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Krauss, Martin, Punch Brothers highlight IBMA festival

Wednesday, May 1, 2013 – The International Bluegrass Music Association announced Wednesday Alison Krauss, Steve Martin and the Punch Brothers will be among the acts at the newly-named Wide Open Bluegrass festival, to be held in Raleigh, N.C. Convention Center on Sept. 27-28.

Krauss will collaborate with Sam Bush, Jerry Douglas, Béla Fleck, Del McCoury and Tony Rice. Martin appears with the Steep Canyon Rangers Featuring Edie Brickell. Martin and Brickell released an album last week. The Punch Brothers are making their first IBMA appearance.

Tickets for the Wide Open Bluegrass festival will go on sale May 15 for IBMA members and May 29 for the general public. Bluegrass fans can join IBMA in order to take advantage of early ticket availability and member discount rates, by calling 1-888-GET-IBMA or going to www.ibma.org.

Serving as onstage "mistress of ceremonies" for the Wide Open Bluegrass festival is banjo player/songwriter Abigail Washburn.

The two-day festival is part of IBMA's annual World of Bluegrass event: bluegrass music's annual industry gathering and family reunion. Held for the first time in Raleigh, World of Bluegrass runs from Sept. 24-28. The International Bluegrass Music Association - IBMA - is the professional trade organization for the global bluegrass music community.

Friday night's performance from artists Bush, Douglas, Fleck, Krauss, McCoury and Rice offers a reunion of recipients of IBMA's inaugural International Bluegrass Music Awards, presented in 1990. Though they're friends and colleagues of long standing, this appearance marks their first time together on stage in more than 20 years. Mark Schatz, Bass Player of the Year in 1994-1995, will be standing in for the late Roy Huskey, Jr., who took top IBMA honors on Bass from 1990-93.

"With a new host city on the horizon for our annual World of Bluegrass gathering, it was the perfect time for IBMA to assemble a spectacular, one-of-a-kind artistic lineup to celebrate the move," said IBMA Executive Director, Nancy Cardwell.

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If we've learned anything over the 7 years that have passed since the last Alison Krauss & Union Station record (2004's "Lonely Runs Both Ways"), it's that Krauss doesn't necessarily need her band for success. And the same can be said for the band regarding Krauss. During the hiatus, Krauss scored a mega-hit with "Raising Sand," her collaboration with Robert Plant from 2007. At the same time, multi-instrumentalist and vocalist Dan Tyminski and Dobro »»»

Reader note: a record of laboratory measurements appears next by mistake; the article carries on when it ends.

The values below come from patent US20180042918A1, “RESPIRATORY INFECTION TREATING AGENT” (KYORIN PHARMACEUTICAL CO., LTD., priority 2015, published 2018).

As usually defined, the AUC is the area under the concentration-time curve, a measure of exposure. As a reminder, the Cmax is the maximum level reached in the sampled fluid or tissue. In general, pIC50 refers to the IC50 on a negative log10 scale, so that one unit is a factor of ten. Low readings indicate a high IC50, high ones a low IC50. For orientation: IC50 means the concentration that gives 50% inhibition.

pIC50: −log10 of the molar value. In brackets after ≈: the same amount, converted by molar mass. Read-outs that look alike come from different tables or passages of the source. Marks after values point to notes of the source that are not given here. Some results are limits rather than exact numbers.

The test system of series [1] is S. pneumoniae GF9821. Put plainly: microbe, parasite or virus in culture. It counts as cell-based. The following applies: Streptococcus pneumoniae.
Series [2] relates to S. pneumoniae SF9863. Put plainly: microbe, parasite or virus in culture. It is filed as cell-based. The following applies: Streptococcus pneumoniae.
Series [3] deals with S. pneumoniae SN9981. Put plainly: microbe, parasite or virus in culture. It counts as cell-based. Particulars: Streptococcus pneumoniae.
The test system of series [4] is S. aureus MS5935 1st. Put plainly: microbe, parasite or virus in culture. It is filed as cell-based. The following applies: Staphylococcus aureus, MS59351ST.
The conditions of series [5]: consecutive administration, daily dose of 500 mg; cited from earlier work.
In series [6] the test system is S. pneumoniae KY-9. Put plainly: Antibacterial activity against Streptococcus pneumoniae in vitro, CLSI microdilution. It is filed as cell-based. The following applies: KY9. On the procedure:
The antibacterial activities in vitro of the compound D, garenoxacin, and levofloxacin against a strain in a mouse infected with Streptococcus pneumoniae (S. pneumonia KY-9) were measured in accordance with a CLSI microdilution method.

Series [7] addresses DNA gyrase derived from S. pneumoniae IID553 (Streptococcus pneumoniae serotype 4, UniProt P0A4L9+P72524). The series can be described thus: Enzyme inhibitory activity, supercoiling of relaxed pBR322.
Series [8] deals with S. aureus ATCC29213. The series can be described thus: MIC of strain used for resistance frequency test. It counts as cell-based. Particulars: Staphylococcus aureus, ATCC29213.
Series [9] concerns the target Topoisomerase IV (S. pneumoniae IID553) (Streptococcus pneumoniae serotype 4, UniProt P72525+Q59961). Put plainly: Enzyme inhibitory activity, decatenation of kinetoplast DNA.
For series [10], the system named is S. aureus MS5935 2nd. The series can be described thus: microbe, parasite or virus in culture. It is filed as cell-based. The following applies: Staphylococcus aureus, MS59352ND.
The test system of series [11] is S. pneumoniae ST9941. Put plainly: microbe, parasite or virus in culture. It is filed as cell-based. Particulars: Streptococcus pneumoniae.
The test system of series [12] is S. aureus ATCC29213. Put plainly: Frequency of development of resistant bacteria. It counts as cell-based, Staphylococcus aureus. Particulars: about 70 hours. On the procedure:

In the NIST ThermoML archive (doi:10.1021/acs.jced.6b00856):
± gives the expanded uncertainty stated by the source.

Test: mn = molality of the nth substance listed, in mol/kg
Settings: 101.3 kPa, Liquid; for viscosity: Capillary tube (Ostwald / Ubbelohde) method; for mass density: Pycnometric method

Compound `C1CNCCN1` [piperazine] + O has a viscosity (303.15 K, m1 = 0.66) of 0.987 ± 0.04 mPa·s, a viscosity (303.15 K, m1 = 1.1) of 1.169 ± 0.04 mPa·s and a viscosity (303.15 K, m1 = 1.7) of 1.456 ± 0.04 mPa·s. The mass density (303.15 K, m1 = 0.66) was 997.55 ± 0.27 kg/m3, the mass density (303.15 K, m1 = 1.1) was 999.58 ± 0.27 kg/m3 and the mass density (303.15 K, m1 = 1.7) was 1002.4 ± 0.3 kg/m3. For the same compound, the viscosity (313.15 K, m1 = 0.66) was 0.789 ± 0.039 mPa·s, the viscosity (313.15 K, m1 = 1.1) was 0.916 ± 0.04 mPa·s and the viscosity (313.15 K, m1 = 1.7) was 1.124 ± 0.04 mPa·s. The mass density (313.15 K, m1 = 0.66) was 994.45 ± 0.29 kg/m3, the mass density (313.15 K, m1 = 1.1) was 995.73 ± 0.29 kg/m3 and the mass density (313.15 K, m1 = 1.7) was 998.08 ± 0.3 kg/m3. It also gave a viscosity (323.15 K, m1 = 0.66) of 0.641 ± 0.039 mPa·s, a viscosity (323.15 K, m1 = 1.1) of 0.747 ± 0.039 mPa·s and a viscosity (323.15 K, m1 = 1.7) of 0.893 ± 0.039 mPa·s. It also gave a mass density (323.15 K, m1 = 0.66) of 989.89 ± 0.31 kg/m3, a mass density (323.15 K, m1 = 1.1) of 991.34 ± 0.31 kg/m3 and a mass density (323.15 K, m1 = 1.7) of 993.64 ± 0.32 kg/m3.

A Hundred Miles or More: A Collection CD review - A Hundred Miles or More: A Collection
The liner notes for the new collection of songs by Alison Krauss gives notice that, unlike the last collection ("Now that I've Found You" in 1995), this one showcases Krauss alone, far from Union Station, the band that first brought her into the spotlight. She's been a recognized solo artist for a while now. There's no doubt that Krauss has traveled far from her bluegrass/traditional roots. But for anyone who needs proof of that, this collection is a good argument - she »»»
Lonely Runs Both Ways CD review - Lonely Runs Both Ways
Over the past decade, Alison Krauss + Union Station have created and fine-tuned an approach that can deliver restrained, moody ballads and mid-tempo songs, hard-edged bluegrass and traditional material and lithe instrumentals with equal helpings of skill and conviction. The result is one of the most distinctive and compelling sounds in popular music, a verdict ratified by a slew of awards - Krauss herself owns more Grammies than any other female artist - and invitations to join all kinds of »»»
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Concert Review: The Lil Smokies provide the perfect antidote – On a night when the world to be falling further apart thanks to coronavirus (this would be the night the NBA postponed the season), there stood The Lil Smokies to at least in some small measure save the day. The quintet is part of a generation of musicians with bluegrass as the basis, but not totally the sum of the music either.... »»»
Concert Review: White makes the case for himself, no matter how dark the music – John Paul White opined with a glint in his eyes that his songs were not of the uplifting variety. In fact, they were downright dark. How else to explain "The Long Way" with the line "long way home back to you." Or "James," a song inspired by his grandfather who suffered from dementia. But lest you think that the Alabama... »»»
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